(Written 8 days ago on Aug 9th) I’m at my second European Rainbow Gathering right now, Day 5, and I love it. This one is in Portugal, and the last one I attended in 2009 was in Ukraine. It is simply wonderful here. There is no commerce allowed here (save for the magic hat being passed around to raucus song after the food circle to collect money for food), and everyone is encouraged to give and share in whatever way they can to make the gathering function. Music abounds everywhere. At any given time, I imagine there are at least 5-10 different musical collaborations happening. So far there are about 1,500 people here (it’s Aug 8th as I write this and I suspect that number will double by the time the full moon arrives on the 13th). The gathering lasts a full lunar cycle peaking at the full moon and waning back down until the new moon arrives again.
It touches something very tribal in me, and I suspect in many of those attending as well. For millenia, life was lived somewhat akin to this, where people shared responsibilities for the common good, gathered to celebrate rituals, taught each other handicrafts and other important skills and ate meals together. Seeing the teepees and tents, communal kitchen, other spaces for various functions (Healing Area, Sacred Area, Children’s Area, Yoga of Nature Area, Shambala etc.), and the thousands of hands joined in a circle at mealtimes, singing and ending in a long Om chant before eating just makes me feel part of something bigger, something more natural, something kinder, something more intentional, something simpler. To boil it down, it feels much more like the way life is supposed to be lived, and it warms my heart to be able to be here and participate.
I’m still settling in here. At first my predominant experience was one of wonder and curiosity. What is this thing here? Who are these people? What is going on? I asked Sonia, whom I am here with, what her experience was like at our first evening food circle. She said it felt like she was “coming home to family.” She’s been to many of these and thus has many “Rainbow Family” members that she has known for many years. This isn’t my family, but I do feel a bit like I’m getting past just dipping my big toe in the water and perhaps am wading in a little above the knee and am beginning to splash about a bit.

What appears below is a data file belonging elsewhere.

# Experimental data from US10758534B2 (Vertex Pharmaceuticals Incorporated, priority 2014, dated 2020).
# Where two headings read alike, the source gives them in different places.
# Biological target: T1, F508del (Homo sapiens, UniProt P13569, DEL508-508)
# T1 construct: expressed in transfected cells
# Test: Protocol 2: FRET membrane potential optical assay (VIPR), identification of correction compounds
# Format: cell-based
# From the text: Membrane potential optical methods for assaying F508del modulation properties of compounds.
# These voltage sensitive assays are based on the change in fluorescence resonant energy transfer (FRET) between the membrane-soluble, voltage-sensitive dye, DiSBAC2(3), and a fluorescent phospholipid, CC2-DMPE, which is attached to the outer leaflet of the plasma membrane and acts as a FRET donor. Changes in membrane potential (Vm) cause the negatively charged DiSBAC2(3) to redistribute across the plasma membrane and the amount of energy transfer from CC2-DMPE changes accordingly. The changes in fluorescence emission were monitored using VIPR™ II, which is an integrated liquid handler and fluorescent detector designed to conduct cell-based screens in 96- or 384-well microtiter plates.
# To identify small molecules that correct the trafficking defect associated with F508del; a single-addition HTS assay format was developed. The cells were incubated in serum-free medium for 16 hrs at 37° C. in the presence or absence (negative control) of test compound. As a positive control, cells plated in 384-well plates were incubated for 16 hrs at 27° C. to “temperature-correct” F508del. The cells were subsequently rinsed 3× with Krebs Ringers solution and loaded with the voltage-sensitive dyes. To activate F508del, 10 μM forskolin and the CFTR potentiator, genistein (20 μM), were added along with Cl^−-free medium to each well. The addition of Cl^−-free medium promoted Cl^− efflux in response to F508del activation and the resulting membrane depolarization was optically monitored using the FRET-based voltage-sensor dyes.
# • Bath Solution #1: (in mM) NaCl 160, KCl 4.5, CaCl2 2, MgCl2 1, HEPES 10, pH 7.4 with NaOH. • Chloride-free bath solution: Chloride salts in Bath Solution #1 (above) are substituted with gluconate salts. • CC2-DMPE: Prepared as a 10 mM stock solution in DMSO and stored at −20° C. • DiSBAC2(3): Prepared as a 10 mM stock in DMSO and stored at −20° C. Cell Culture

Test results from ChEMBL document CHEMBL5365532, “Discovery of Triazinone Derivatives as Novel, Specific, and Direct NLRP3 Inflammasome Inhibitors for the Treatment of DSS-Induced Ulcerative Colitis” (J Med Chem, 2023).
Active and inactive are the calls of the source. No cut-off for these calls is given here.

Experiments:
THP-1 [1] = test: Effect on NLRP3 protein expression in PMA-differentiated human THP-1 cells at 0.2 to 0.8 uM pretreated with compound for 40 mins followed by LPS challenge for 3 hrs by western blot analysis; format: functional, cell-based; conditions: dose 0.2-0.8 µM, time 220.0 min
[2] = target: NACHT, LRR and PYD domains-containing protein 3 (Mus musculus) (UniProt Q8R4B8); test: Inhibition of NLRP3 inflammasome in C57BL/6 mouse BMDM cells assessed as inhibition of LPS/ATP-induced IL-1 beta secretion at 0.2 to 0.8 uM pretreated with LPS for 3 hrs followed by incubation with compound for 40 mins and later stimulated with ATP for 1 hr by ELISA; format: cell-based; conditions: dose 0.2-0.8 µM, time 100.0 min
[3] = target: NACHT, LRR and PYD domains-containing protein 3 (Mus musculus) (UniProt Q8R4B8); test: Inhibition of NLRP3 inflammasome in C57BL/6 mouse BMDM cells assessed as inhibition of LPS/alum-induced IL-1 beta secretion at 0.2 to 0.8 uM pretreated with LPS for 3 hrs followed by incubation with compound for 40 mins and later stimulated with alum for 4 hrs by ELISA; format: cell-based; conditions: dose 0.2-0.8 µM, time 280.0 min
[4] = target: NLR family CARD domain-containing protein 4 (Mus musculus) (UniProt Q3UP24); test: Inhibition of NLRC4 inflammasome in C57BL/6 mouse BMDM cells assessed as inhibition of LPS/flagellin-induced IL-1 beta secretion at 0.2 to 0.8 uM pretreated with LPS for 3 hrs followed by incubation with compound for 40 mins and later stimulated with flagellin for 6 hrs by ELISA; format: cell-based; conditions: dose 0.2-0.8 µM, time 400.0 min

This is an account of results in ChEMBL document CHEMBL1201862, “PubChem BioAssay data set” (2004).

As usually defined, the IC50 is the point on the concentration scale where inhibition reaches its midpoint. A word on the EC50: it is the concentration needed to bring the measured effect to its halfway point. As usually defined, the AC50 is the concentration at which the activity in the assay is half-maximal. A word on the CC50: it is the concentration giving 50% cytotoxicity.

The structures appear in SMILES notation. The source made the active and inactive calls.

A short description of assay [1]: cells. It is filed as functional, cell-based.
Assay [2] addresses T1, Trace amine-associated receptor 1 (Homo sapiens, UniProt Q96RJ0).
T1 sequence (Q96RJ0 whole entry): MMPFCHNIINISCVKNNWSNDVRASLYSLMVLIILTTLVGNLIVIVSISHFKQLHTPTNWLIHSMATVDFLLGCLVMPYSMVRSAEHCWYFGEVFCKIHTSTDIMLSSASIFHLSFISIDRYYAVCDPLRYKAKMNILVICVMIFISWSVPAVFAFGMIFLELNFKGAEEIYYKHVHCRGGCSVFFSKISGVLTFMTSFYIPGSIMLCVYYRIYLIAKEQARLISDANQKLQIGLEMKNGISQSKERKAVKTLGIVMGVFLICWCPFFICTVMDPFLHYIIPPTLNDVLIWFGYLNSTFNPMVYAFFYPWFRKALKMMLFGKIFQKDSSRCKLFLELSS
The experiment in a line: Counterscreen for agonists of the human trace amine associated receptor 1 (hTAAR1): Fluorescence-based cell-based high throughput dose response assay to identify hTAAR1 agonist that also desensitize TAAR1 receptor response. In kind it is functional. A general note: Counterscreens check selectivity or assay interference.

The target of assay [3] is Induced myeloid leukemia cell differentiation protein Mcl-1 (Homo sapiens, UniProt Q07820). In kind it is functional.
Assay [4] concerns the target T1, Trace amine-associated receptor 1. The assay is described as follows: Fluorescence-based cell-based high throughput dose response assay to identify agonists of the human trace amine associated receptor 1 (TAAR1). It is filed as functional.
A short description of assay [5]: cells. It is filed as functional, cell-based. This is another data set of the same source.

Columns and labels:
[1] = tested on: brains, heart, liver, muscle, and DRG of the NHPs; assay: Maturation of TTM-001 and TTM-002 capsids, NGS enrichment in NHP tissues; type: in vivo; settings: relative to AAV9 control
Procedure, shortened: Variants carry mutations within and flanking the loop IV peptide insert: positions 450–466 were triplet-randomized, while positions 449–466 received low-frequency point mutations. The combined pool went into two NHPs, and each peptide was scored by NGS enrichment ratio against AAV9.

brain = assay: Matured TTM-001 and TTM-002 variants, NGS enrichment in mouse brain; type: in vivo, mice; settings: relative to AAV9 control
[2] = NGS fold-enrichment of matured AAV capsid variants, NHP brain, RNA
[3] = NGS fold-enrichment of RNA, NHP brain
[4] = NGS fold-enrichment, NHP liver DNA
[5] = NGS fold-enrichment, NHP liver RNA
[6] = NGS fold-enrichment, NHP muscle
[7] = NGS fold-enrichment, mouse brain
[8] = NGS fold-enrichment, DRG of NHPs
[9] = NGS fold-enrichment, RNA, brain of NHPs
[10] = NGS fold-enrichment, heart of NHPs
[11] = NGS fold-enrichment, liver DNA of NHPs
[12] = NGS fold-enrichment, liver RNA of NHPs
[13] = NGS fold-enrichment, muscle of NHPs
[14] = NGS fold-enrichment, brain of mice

I have some friends who every other year take a trip from the states, generally to Europe, to go on a week-long golfing extravaganza, golfing some of the nicest courses in the world. The tab for the trip tends to be in the $5,000 range and I did it once to Scotland about 10 years ago. While the trips are fun, I wish they would somehow leave that world for a week or two and attend one of these Rainbow gatherings. It simply is a mind expander. I love pushing the edges of my boundaries, softening the calcified folds of my mind, and this opportunity to wade around in an entirely different world is truly a mind-expanding blessing and gift.
In the spirit of mind-expansion, I ran upon a man walking backwards the other day on my way toward the food circle. I spun around and joined him for a backward stroll for several hundred meters. As we walked together, we bandied about the various benefits of walking backwards – exercising different muscles, more eye contact with other people, learning to trust, more focus on the present and less on the future, uses different synapses and neural pathways in the brain and nervous system, etc. etc. It was literally and figuratively an entirely new perspective on how I see things. I also have had several conversations with people who have very different worldviews, and I do my best to listen attentively and with curiosity rather than holding fast to the ways in which I have held reality.
I’ve volunteered a couple of times since being here, helping with food preparation in the kitchen, carrying food to the kitchen, and also helping to schlep and prepare some long heavy tree trunks for a communal yippee (a cross between a yurt and a teepee). I find the more that I give, the better I feel. By nature, I struggle some with generosity so this is a great place to practice that expansion. Perhaps this whole rainbow thing is simply a huge experiment in the power of generosity. The amount of volunteer effort expended toward making this gathering not only function,but become a beautiful, sacred event is inspiring. Daily there are at least 20 different workshops and classes that people offer, simply walking around the food circle and announcing their free offerings.
I also love the “Rainbow” of people I’ve met here, so far coming from these countries: Portugal, Spain, England, Italy, Switzerland, Holland, Germany, Poland, Israel, Ukraine, Ireland, France, United States, Canada, and Finland.
What can I say, I’m fluffing out the wrinkles of my inner hippie and I’m loving it.